Uber has settled a long-running class-action lawsuit with drivers, NBC reports.
O’Connor v. Uber, filed in August 2013, argued that thousands of drivers were wrongly classified as independent contractors instead of employees. Uber, like other “gig economy” companies like Lyft, Instacart, TaskRabbit, and so on do not pay health insurance, retirement, or other benefits that employees traditionally receive.
Lawyers for Uber said Tuesday they had agreed to a settlement with drivers and plan to pay out $20 million, or about 37 cents per mile driven by the drivers involved. U.S. District Judge Edward Chen will decide whether the settlement can go forward after hearing both sides on March 21.
Uber is attempting to clean up its image in preparation for an IPO, the New York Times reported. Uber’s chief legal officer Tony West has conducted a review of how many passengers had been sexually assaulted during Uber rides to create a transparency report and worked to settle some of the company’s largest lawsuits.
The recent settlement with drivers, if it is approved, will be “mostly a win for Uber,” labor law professor Michael LeRoy told NBC. $20 million for a company worth around $120 billion is a small price to pay, and Uber will continue to classify its drivers as contractors.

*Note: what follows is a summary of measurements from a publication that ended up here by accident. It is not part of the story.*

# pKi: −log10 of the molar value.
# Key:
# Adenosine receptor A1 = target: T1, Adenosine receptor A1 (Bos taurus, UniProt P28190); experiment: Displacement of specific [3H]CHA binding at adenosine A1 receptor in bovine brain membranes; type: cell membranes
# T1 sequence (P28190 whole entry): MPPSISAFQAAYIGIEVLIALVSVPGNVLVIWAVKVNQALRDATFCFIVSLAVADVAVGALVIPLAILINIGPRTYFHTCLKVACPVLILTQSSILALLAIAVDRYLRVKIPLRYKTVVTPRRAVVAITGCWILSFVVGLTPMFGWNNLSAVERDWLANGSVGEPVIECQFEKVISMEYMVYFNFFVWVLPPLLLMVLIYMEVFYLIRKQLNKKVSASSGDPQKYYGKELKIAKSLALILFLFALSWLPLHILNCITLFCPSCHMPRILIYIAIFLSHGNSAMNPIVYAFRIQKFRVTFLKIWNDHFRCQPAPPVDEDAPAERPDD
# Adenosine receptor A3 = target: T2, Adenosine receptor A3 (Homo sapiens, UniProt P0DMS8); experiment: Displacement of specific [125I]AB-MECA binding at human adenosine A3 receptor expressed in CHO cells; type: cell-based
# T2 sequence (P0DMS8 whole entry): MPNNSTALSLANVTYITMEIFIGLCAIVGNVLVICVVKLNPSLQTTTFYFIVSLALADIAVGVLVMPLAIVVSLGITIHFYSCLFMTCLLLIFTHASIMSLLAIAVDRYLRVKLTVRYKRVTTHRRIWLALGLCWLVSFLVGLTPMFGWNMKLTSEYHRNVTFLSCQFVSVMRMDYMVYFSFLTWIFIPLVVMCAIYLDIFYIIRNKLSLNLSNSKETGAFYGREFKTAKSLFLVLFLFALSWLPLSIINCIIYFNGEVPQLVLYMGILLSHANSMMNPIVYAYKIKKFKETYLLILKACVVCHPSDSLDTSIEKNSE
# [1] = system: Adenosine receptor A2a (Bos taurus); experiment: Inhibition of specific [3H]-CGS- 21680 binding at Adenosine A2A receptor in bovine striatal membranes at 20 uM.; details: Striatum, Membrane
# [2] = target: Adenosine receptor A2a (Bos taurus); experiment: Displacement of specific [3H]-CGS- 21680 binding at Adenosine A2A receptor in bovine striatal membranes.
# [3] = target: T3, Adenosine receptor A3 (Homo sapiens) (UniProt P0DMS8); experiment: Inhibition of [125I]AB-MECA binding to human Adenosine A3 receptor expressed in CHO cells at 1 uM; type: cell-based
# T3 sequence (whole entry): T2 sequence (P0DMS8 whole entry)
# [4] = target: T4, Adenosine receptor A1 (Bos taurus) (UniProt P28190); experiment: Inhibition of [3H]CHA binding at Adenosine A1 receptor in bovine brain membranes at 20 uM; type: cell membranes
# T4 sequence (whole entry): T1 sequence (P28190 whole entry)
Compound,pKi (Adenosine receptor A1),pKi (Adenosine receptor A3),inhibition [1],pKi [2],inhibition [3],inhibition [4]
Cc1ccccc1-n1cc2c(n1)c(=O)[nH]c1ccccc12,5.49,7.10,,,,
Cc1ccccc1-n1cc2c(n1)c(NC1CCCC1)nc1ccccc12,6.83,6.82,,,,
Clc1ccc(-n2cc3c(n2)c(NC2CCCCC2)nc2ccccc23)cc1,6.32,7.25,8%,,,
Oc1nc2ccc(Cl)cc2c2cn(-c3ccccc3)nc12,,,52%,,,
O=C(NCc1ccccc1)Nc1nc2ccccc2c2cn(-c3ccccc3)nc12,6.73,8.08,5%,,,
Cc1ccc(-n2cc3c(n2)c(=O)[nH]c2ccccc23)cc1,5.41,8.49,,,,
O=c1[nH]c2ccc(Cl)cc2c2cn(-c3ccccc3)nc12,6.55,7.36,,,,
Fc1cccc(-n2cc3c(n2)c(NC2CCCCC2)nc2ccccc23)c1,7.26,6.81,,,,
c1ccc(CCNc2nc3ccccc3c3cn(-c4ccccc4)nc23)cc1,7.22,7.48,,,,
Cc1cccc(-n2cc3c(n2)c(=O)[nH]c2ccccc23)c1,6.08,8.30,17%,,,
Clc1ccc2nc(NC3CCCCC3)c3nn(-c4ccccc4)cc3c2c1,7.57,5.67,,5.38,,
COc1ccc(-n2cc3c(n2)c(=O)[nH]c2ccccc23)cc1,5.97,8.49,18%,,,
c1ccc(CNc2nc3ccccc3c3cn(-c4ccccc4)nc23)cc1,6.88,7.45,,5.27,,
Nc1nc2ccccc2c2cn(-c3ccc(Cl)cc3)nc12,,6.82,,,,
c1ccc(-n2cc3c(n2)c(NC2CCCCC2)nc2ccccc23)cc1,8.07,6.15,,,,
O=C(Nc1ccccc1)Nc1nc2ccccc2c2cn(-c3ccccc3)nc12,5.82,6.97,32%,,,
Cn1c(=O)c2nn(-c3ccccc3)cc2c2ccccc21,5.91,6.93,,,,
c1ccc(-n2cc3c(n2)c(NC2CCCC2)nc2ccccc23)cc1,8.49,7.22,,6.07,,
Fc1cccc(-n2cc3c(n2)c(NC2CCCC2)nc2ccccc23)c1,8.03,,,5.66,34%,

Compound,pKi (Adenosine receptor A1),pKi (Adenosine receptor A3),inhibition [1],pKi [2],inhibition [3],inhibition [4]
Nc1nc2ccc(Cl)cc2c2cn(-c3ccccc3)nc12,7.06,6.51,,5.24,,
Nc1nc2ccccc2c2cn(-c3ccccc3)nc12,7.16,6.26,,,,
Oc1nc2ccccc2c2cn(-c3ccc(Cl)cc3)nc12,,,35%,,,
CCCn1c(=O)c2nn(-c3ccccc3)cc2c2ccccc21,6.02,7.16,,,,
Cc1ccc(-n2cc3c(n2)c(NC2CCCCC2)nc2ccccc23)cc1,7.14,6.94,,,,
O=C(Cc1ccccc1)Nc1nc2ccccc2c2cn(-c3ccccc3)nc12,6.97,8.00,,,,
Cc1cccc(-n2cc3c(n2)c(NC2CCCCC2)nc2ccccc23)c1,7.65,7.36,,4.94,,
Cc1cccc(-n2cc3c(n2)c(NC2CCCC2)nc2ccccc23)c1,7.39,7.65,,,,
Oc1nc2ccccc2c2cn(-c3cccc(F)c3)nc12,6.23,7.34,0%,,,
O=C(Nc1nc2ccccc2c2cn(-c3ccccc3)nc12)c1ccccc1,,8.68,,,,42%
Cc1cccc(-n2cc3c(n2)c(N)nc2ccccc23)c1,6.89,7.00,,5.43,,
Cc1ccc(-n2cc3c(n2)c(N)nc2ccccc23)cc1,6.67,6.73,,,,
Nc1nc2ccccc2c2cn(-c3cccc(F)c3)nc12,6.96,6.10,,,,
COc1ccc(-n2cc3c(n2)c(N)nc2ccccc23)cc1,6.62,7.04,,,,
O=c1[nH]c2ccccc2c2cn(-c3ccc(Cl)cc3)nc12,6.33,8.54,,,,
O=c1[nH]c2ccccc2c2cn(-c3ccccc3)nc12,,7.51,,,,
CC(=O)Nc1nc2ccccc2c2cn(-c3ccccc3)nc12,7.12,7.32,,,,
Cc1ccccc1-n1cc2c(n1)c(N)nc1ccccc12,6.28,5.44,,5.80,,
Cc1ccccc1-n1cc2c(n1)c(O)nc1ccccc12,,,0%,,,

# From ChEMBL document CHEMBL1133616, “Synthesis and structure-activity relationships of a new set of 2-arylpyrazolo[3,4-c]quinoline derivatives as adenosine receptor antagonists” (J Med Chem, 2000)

The settlement is lower than the $100 million Uber offered in 2016, Engadget reports, but since then, the number of drivers in the class-action suit has shrunk. The original suit involved 385,000 drivers, and the previous offer would have seen some drivers get a total reimbursement of $12. Since then, Uber won an appeals court ruling that knocked most of the drivers out of the class-action suit. Now that the suit now covers only 13,600 drivers, $20 million will give individual drivers more than they would have received under the previous offer.
Separately, last week Uber settled charges in the Netherlands related to violating local taxi laws from July 2014 to November 2015, TechCrunch reports. Uber was operating UberPOP (one of the brand names it used for non-licensed taxi ride-hail services) in a country that required transport services to have a taxi license.
The Dutch Public Prosecution Service announced that Uber will pay a €2 million fine and €309,409 in “criminally earned capital,” aka the 20 percent commission Uber collected on rides. Also, “the person responsible for the rollout of UberPOP in the Netherlands has performed a 90-hour [community service] penalty,” the DPPS said in a statement, according to TechCrunch.
Uber shut down UberPOP in the Netherlands and now only allows certified, licensed drivers to use the app. And in 2017, Europe’s highest court affirmed that Uber is, in fact, a transportation company, not “just a platform,” and it must be classified as such across the EU.
The company is still dealing with hundreds of pending legal cases, the New York Times reported.
Rachel Kaufman is a journalist covering transportation, sustainability, science and tech. Her writing has appeared in Inc., National Geographic News, Scientific American and more.